There may be no physical damage to motor

    Excess heat Vibration
    Noise
    Voltage imbalance Power quality issues

    Faulty circuits

    High resistance connections
    Stress on each phase circuit

    Insulation breakdown

    Core losses
    Excessive heat

    Vibration

    Noise

    Increased operating costs
    Current imbalance Problems with leads, fuses, connections

    Caused by either power supply or motor itself
    Core losses

    Torque pulsations
    Excess heat

    Vibration
    Vibration Missing balance weights

    Uneven mass in motor windings

    Unbalanced magnetic field

    Uneven mounting (“soft foot”)

    Shaft looseness

    Shaft imbalance

    Misalignment

    Insufficient load
    Bearing problems Insulation breakdown

    Broken shaft

    Broken feet

    Rotor damage
    Tips for motor vibration diagnosis
    High operating temperature Inadequate motor cooling

    Wrong voltage supply

    Buildup of dirt or debris in motor fins

    Poor power quality

    Voltage imbalance

    Improper connections

    Wrong motor for application
    Reduces effectiveness of lubricants

    Degrades windings
    Motor is hot to touch

    Hot spots in motor windings
    Harmonic distortion Faulty power circuit

    Power quality issues
    Reduces motor efficiency

    Insulation deterioration
    Overheating

    Vibration

    Noise

    Reduced torque

    Bearing currents
    Motor overload Excessive current draw

    Insufficient torque
    Damaged windings

    Broken shaft

    Damaged bearings
    Overheating

    Reduced torque
    Misalignment Ineffective flexible coupling

    Misalignment between motor drive shaft and load

    Pipe strain

    Uneven air gap

    Bent or bowed shaft

    Out-of-round rotor
    Bearing problems

    Excessive motor wear

    Damage to shaft
    Vibration of shaft

    Vibration of load

    High housing temperature close to bearings

    High oil discharge temperature

    Unusual oil leakage at bearing seals
    Moisture Storing motor in a location without adequate climate control

    Not using a totally enclosed fan cooled motor in a damp environment

    Not positioning weep holes so water can drain from motor

    Not keeping the temperature of the motor warmer than ambient air temperature
    Corrosion of motor shaft, bearings and rotor

    Insulation failure
    Rust

    Overheating
    Bearing current/shaft current Leakage current from the armature windings (DC motors)

    Non-symmetrical magnetic fields

    Induced voltage from a VFD
    Bearing destruction Noise

    Overheating

    Frosting of polished metal surfaces

    Premature grease darkening

    Testing for motor faults

    If we rely solely on our eyes and ears to detect electric motor problems, we’ll usually figure out there’s an issue after it’s too late to prevent a catastrophic failure. Thankfully, computerized equipment and tools can detect issues at levels and in places that human senses aren’t able to.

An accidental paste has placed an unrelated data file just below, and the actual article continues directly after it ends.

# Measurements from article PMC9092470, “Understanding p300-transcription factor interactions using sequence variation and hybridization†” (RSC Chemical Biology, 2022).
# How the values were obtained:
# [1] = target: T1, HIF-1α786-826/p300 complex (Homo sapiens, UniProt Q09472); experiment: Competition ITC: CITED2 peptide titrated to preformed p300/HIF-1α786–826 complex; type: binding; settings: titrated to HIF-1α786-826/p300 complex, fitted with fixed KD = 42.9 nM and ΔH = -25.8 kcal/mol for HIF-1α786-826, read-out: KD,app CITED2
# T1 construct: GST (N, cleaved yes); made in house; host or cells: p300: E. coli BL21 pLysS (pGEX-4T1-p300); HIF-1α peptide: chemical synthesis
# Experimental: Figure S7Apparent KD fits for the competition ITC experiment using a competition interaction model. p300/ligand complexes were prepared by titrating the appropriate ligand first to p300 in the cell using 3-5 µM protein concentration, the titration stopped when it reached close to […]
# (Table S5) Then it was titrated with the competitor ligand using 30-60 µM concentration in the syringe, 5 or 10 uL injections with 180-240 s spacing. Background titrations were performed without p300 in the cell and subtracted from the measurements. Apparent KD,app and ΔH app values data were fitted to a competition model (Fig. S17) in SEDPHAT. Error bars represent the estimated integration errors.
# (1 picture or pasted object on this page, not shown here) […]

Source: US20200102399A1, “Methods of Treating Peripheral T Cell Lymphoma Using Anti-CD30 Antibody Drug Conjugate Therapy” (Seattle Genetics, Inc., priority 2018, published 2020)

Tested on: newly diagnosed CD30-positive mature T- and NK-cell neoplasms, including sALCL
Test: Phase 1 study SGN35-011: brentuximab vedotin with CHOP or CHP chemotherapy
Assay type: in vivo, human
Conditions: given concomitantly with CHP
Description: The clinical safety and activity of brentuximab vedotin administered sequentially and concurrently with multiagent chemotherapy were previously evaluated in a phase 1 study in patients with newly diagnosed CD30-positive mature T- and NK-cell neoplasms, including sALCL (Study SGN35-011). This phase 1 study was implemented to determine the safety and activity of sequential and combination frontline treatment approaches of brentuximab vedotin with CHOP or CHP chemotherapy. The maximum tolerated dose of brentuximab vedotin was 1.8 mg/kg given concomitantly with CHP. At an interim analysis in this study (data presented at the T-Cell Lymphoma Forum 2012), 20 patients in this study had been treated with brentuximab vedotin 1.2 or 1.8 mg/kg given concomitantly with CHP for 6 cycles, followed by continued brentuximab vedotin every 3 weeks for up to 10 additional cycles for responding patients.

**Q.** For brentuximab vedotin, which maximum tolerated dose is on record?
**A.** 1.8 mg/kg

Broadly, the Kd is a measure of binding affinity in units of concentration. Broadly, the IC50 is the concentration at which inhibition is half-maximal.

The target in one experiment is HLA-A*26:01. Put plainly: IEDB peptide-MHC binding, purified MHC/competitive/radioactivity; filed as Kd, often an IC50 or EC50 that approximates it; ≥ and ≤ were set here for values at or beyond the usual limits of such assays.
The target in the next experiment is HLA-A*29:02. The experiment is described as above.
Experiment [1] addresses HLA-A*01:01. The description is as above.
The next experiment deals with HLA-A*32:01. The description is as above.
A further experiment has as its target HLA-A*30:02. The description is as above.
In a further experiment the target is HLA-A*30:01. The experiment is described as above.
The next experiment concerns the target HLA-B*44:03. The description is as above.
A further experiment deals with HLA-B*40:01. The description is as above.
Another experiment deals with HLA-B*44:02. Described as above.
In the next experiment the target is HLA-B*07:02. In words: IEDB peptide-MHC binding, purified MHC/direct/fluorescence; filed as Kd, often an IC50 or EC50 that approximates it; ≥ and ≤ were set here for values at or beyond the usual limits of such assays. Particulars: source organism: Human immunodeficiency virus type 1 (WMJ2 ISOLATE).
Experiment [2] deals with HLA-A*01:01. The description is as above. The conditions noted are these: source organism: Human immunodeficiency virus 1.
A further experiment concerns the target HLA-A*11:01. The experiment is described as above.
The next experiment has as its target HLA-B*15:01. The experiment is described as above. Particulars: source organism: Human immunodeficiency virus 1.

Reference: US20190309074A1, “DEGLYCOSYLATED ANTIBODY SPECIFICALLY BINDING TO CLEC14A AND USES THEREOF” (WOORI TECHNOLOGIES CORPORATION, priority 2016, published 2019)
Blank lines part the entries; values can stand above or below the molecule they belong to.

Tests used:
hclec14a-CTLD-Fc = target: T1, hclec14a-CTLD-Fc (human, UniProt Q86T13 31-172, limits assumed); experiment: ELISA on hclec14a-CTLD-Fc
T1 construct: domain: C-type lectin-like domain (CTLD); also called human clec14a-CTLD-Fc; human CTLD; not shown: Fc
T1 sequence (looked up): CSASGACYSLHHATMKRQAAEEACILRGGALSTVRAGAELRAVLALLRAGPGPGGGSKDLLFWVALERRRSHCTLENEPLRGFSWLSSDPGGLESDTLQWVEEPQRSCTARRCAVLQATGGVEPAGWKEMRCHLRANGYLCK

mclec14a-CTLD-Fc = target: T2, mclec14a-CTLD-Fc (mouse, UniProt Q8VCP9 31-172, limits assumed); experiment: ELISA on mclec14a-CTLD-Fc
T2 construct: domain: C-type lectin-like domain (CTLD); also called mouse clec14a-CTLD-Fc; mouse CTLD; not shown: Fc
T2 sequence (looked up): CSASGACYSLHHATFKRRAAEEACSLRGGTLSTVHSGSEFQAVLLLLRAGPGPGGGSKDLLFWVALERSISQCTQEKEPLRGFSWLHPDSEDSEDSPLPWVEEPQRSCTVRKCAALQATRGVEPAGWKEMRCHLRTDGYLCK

That doesn’t mean humans are off the hook, however. The machines provide the data. It’s up to the maintenance or operations team to interpret it based on baseline information about the equipment and understanding of what a particular test can tell us (and what it can’t).

    Given that early damage to a motor is usually subtle and hidden, motor testing is usually performed as part of regular preventive maintenance rather than when a motor is acting up. That way, action can be taken before it’s too late.

    Types of motor tests

    Energized testing takes place while the equipment is under a simulated load to reveal problems that occur during operation. With the motor running, you can perform “dynamic testing” to identify issues with temperature, balance and distortion.

    De-energized testing runs a motor through its paces while it’s turned off. This offline testing, often called “static testing,” looks at insulation resistance, wire damage and current leakage.

    What does a typical motor test measure?

    • Vibration of shaft and housing
    • Temperature of components
    • Torque 
    • Alignment
    • Condition of windings
    • Position and speed of components
    • Generation of current and voltage
    • Coast-down time

    Common motor testing tools

    • Digital multimeter – an all-in-one tool for measuring volts, ohms and amps
    • Megohmmeter (aka “megger”) – an ohmmeter used to assess the insulation on wires and windings
    • Clamp-on ammeter – measures the current in a circuit without having to de-energize the system
    • Spot thermometer – like a radar gun for taking a motor’s temperature
    • Power quality analyzer – takes the digital multimeter to the next level (including price tag) by adding the ability to assess power quality

    Motor failure reporting

    When a motor goes down, someone has to be told. 

    The way the information is communicated plays an important role in the way the situation is handled and decisions that are made, both for the motor in question and the entire fleet. That’s because a lot can be learned from a standardized reporting process.

    We can see your eyes rolling. Who’s got time to write a motor failure report? 

    We get it. Everyone is busy. But if you’re honest, how much of your time is spent firefighting instead of focusing on your to-do list? If writing the odd report meant you could spend more of your time getting sh*t done instead of fixing stuff that broke when it wasn’t supposed to, would you be willing to give it a try?

    Here’s how a motor failure report can help with motor management.

    1. Better understanding of causes. The knee-jerk conclusion about the cause of the motor failure is often very different from the conclusion a tech will reach after writing a formalized report. The structured process of report writing gets you to think more and differently about what happened. In this case, different is better.